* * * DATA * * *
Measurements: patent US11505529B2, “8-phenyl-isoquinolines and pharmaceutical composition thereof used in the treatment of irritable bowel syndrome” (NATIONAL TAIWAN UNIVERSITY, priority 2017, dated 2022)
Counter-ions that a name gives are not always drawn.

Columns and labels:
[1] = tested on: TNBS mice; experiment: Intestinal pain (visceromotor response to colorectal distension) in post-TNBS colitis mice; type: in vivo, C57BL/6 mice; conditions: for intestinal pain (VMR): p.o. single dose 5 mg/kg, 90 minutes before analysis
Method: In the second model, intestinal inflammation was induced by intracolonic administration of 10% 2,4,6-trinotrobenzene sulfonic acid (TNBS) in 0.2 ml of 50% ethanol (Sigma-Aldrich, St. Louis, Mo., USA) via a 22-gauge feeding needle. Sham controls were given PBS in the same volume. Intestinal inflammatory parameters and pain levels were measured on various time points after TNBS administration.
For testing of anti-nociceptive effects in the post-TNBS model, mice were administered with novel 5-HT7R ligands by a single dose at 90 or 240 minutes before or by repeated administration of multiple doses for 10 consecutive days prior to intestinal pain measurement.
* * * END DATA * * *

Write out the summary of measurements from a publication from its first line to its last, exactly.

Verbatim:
Measurements: patent US11505529B2, “8-phenyl-isoquinolines and pharmaceutical composition thereof used in the treatment of irritable bowel syndrome” (NATIONAL TAIWAN UNIVERSITY, priority 2017, dated 2022)
Counter-ions that a name gives are not always drawn.

Columns and labels:
[1] = tested on: TNBS mice; experiment: Intestinal pain (visceromotor response to colorectal distension) in post-TNBS colitis mice; type: in vivo, C57BL/6 mice; conditions: for intestinal pain (VMR): p.o. single dose 5 mg/kg, 90 minutes before analysis
Method: In the second model, intestinal inflammation was induced by intracolonic administration of 10% 2,4,6-trinotrobenzene sulfonic acid (TNBS) in 0.2 ml of 50% ethanol (Sigma-Aldrich, St. Louis, Mo., USA) via a 22-gauge feeding needle. Sham controls were given PBS in the same volume. Intestinal inflammatory parameters and pain levels were measured on various time points after TNBS administration.
For testing of anti-nociceptive effects in the post-TNBS model, mice were administered with novel 5-HT7R ligands by a single dose at 90 or 240 minutes before or by repeated administration of multiple doses for 10 consecutive days prior to intestinal pain measurement.